Invoking the “evil-sounding” printing money terminology to describe this practice is thus very misleading – and probably deliberately so. All transactions between the Government sector (Treasury and Central Bank) and the non-government sector involve the creation and destruction of net financial assets denominated in the currency of issue. Typically, when the Government buys something from the Non-government sector they just credit a bank account somewhere – that is, numbers denoting the size of the transaction appear electronically in the banking system.
It is inappropriate to call this process – “printing money”. Commentators who use this nomenclature do so because they know it sounds bad! The orthodox (neo-liberal) economics approach uses the “printing money” term as equivalent to “inflationary expansion”. If they understood how the modern monetary system actually worked they would never be so crass…
So I don’t think quantitative easing is a sensible anti-recession strategy. The fact that governments are using it now just reflects the neo-liberal bias towards monetary policy over fiscal policy…
— Bill Mitchell
Conventional Wisdom: Quantitative Easing is “money printing”
James Grant, editor of Grant’s Interest Rate Observer, says Quantitative Easing Is Just Money Printing
6. What is the view on personal debt?
MMT: personal debt is not dangerous
Americans today have too much personal debt. False. Private debt adds money to our economy. Though bankruptcies have increased lately, that is due more to the liberalization of bankruptcy laws, rather than to economics. Despite rising debt and bankruptcies, our economy has continued to grow. The evidence is that high private debt has had no negative effect on our economy as a whole, though it can be a problem for any individual.
— Free Money: Plan for Prosperity ©2005 (pg 154), by Rodger Malcolm Mitchell
Note: Rodger Mitchell is an MMT extremist. He calls his brand of MMT, “Monetary Sovereignty“. Not all of his views may be in sync with mainstream MMT doctrine.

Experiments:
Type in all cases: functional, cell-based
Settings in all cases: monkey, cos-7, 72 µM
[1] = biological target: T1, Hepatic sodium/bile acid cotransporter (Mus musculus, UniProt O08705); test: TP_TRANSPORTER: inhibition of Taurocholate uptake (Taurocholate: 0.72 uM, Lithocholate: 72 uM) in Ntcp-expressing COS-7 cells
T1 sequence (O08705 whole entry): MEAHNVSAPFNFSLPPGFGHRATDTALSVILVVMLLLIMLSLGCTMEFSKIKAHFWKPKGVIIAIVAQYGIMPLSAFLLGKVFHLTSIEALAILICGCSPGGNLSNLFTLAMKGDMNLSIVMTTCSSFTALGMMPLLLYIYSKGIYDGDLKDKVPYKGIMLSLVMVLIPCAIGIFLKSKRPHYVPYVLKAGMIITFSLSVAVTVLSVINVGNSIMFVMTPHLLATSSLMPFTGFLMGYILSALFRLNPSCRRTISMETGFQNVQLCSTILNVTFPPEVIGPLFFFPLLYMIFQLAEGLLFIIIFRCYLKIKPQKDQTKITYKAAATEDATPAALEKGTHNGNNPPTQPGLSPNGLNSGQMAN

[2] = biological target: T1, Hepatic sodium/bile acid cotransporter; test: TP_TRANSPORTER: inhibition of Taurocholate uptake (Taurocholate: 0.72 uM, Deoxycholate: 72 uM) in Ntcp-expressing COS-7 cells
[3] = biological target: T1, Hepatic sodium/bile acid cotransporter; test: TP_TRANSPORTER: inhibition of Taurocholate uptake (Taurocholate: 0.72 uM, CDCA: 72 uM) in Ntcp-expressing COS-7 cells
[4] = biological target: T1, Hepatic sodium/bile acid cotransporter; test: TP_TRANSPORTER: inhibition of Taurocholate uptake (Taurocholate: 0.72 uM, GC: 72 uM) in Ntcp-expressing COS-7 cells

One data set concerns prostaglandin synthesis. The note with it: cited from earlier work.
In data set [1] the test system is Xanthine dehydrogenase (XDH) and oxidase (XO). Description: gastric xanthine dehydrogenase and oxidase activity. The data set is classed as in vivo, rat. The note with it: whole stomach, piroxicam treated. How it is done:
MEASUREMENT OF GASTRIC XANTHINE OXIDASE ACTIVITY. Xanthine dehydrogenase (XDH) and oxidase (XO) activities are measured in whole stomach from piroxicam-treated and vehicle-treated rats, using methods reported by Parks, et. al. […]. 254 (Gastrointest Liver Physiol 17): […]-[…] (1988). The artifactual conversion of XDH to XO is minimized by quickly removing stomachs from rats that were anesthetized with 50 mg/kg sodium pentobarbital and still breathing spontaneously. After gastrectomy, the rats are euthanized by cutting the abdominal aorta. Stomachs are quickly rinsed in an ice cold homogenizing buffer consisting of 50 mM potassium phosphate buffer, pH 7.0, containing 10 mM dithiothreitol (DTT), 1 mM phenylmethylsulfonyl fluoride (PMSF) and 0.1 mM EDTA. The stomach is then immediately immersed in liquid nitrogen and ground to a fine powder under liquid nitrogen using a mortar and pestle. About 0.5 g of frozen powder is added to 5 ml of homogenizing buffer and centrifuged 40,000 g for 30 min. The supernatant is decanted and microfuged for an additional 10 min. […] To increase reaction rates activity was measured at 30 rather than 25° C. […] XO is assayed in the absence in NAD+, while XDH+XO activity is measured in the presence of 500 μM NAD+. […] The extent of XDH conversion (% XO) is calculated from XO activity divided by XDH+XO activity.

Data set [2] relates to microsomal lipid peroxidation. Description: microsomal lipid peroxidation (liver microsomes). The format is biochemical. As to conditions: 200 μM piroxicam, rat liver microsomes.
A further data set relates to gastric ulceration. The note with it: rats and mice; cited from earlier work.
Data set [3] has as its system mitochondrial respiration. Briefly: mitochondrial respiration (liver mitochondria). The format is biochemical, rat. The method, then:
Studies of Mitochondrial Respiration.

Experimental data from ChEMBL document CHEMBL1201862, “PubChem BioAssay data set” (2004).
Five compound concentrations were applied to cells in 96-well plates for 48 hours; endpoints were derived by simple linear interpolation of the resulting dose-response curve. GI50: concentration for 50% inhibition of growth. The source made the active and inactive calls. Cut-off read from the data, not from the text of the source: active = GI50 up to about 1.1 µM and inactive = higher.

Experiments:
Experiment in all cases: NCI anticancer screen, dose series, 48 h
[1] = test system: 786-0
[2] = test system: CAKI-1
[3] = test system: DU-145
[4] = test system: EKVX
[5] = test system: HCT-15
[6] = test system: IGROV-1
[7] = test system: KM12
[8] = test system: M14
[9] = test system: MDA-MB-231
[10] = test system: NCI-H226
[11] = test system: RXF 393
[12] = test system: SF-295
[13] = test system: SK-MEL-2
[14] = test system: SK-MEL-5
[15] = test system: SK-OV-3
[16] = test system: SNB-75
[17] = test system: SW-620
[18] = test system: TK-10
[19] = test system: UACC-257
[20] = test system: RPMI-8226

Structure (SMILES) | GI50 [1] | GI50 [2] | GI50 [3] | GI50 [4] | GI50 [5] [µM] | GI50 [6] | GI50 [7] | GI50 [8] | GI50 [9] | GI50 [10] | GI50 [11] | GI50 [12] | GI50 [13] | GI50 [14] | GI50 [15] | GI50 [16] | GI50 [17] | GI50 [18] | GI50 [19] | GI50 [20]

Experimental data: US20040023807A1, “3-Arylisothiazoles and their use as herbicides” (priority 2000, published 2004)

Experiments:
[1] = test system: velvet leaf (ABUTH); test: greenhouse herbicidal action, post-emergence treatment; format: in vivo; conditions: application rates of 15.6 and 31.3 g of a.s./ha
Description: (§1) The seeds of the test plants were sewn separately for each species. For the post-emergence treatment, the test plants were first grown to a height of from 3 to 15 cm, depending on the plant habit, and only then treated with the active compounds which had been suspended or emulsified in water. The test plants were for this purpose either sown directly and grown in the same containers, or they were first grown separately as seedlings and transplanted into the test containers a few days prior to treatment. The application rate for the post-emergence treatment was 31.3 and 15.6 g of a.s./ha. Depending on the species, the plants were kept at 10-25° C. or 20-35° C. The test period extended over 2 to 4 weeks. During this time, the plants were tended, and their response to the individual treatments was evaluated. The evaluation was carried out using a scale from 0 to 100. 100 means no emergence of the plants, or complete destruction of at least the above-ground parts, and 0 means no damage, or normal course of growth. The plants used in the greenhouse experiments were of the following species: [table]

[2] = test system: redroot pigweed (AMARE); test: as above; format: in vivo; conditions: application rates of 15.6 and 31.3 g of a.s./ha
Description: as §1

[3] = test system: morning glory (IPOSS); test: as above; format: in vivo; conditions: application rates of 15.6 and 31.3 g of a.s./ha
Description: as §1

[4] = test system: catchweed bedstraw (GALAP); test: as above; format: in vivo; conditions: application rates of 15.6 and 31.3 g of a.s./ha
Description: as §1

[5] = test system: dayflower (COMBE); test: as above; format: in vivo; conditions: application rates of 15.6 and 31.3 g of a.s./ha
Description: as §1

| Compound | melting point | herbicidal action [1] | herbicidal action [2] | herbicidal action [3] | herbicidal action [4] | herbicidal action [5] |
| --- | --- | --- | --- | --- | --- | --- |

Conventional Wisdom: too much debt is dangerous
The core of our economic problem is, instead, the debt — mainly mortgage debt — that households ran up during the bubble years of the last decade. Now that the bubble has burst, that debt is acting as a persistent drag on the economy, preventing any real recovery in employment.
— Paul Krugman, NY Times
Old School Wisdom: debt is always dangerous
“Neither a borrower, nor a lender be”
— Polonius speaking in Hamlet, by William Shakespeare
7. What is the view on foreign trade?
MMT: Exporters please just take some more fiat money and everyone will be fat and happy!
Think of all those cars Japan sold to us for under $2,000 years ago. They’ve been holding those dollars in their savings accounts at the Fed (they own U.S. Treasury securities), and if they now would want to spend those dollars, they would probably have to pay in excess of $20,000 per car to buy cars from us. What can they do about the higher prices? Call the manager and complain? They’ve traded millions of perfectly good cars to us in exchange for credit balances on the Fed’s books that can buy only what we allow them to buy…
We are not dependent on China to buy our securities or in any way fund our spending. Here’s what’s really going on: Domestic credit creation is funding foreign savings…
Assume you live in the U.S. and decide to buy a car made in China. You go to a U.S. bank, get accepted for a loan and spend the funds on the car. You exchanged the borrowed funds for the car, the Chinese car company has a deposit in the bank and the bank has a loan to you and a deposit belonging to the Chinese car company on their books. First, all parties are “happy.” You would rather have the car than the funds, or you would not have bought it, so you are happy. The Chinese car company would rather have the funds than the car, or they would not have sold it, so they are happy. The bank wants loans and deposits, or it wouldn’t have made the loan, so it’s happy.
There is no “imbalance.” Everyone is sitting fat and happy…
— Warren Mosler, The 7 Deadly Frauds of Economic Policy
Old School Wisdom: Trade arrangements will break down if a currency is debased
“Sorry paleface, Chief say your wampum is no good. We want steel knives and fire-water for our beaver pelts.” — American Indian reaction after Dutch colonists debase wampum in the 1600′s